Health Care

Nurses share in pandemic decisionmaking process through professional governance

Lori Wightman, senior vice president and chief nursing officer for Broomfield, Colo.-based SCL Health, credits the system’s ability to maintain patient quality outcomes and patient satisfaction throughout the pandemic to “caregivers working in a culture that embraces professional governance.”
“We listen to the caregivers in order to understand their needs: to care for patients, for themselves and for each other,” Wightman said.
A study by nurses at the University of Pennsylvania School of Nursing and Pennsylvania Hospital in Philadelphia found that hospitals with more-engaged nurses had better patient experiences, quality of care and nurse job outcomes than those where nurses were less involved in decisionmaking.
The study also makes a business case for professional governance as a way to support value-based care payment models.
“Facing a competitive, value-based purchasing environment and potential staffing shortages, hospitals have a vested interest in promoting a culture of engagement among nurses, who comprise the largest share of the hospital workforce,” the authors wrote.
Examples of how shared governance can improve operational performance vary in approach and organizational size. At Brigham and Women’s Faulkner Hospital in Boston, the nursing practice committee is working to improve communication between leadership and staff. Early on in the pandemic when there were “rapid-fire changes in practice,” those were mostly shared via email, said Colleen West, executive director of nursing professional development, practice and innovation. But nurses didn’t have time to check email as COVID-19 patients flooded in. Now, they’re working with the communications department to find ways to improve internal communications about operations.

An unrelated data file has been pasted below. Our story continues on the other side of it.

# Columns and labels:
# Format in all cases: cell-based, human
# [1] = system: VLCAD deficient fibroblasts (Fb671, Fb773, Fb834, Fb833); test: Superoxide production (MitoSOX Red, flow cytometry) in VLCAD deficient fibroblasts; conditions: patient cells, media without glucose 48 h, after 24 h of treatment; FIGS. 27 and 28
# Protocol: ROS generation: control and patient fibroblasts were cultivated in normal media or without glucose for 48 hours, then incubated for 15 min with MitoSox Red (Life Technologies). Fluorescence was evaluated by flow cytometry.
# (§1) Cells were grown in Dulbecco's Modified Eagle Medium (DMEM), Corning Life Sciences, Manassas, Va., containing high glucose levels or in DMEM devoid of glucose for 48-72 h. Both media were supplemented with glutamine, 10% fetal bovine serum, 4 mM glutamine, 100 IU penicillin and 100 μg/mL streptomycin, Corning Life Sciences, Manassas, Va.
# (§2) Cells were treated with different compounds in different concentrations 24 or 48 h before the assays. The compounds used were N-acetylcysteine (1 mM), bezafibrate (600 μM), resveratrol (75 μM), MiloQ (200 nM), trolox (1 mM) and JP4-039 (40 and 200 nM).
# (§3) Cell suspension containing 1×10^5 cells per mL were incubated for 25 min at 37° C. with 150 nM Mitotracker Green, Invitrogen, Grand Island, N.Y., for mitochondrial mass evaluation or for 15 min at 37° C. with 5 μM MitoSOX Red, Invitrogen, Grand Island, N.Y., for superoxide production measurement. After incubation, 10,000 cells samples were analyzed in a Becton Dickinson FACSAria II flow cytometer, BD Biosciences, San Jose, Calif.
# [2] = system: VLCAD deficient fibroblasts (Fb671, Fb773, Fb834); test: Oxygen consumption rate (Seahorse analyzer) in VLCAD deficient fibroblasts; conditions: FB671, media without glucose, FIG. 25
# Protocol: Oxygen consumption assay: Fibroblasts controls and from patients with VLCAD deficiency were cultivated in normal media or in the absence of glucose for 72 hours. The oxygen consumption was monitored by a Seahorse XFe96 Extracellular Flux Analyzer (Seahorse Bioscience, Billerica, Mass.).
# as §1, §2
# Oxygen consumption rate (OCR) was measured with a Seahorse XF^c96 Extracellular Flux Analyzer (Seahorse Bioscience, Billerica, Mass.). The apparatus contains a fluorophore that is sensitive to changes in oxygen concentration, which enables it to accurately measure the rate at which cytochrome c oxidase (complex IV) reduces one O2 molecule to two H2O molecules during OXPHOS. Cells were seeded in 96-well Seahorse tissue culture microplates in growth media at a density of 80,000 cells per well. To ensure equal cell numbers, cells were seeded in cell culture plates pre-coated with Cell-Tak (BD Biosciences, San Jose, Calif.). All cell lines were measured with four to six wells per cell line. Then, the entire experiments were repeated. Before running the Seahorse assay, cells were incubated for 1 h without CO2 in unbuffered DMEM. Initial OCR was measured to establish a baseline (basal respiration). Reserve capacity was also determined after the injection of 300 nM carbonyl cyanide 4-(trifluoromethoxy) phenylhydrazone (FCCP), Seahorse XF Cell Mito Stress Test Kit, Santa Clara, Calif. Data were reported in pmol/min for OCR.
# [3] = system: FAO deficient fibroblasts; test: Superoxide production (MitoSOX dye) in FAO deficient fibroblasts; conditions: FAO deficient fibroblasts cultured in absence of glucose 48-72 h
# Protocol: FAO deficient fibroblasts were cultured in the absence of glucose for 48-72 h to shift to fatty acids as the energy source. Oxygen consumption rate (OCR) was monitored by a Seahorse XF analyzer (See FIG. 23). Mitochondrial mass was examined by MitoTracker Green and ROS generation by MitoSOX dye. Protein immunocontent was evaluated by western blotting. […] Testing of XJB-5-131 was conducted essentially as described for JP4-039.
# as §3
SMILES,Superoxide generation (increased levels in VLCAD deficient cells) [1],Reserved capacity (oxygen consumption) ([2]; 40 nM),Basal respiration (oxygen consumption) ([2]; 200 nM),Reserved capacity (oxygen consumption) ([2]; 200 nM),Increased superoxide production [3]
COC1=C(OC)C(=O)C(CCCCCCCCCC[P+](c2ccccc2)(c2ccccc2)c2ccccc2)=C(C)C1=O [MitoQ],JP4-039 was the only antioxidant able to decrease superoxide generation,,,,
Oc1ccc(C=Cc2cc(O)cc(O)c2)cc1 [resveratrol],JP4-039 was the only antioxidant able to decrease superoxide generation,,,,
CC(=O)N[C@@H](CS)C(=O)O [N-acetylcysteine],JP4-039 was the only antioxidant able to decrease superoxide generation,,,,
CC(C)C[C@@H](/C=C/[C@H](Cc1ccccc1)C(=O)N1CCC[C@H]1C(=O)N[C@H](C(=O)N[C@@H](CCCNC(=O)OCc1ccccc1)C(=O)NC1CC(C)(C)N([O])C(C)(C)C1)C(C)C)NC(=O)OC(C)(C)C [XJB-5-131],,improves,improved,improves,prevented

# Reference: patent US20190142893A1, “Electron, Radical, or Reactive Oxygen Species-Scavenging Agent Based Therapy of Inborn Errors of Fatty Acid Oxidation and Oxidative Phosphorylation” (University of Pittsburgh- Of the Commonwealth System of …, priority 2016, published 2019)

The nurse practice council at Memorial Hospital and Health Care Center in Jasper, Ind., is creating a resiliency room (or a relaxation room; the name has yet to be decided). “It’s a space where staff can go to recharge,” said Lori Persohn, vice president of patient services and chief nursing officer at Memorial. COVID-19 has amplified the need for downtime, she said. While plans are still in the works, nurses want to create a quiet space that could have essential oils, peaceful music and a recliner.
Memorial uses its nursing councils as opportunities for career progression, Persohn said. Most of the system’s nurse managers and nursing directors were promoted after gaining leadership experience by participating in unit councils. And council participation is included as part of a nurse’s workday, so there’s not a perception that they have to work longer days to join one. 
The nursing councils have been so successful at Memorial that other departments, like the lab and pharmacy, have adopted the professional governance model, Persohn said. 
“I look at it very simply. It’s staff nurses and leaders working together to problem-solve, create a better working environment and to produce quality outcomes. All of those things increase nursing engagement, in turn retaining our nurses and providing quality of care,” Persohn said.

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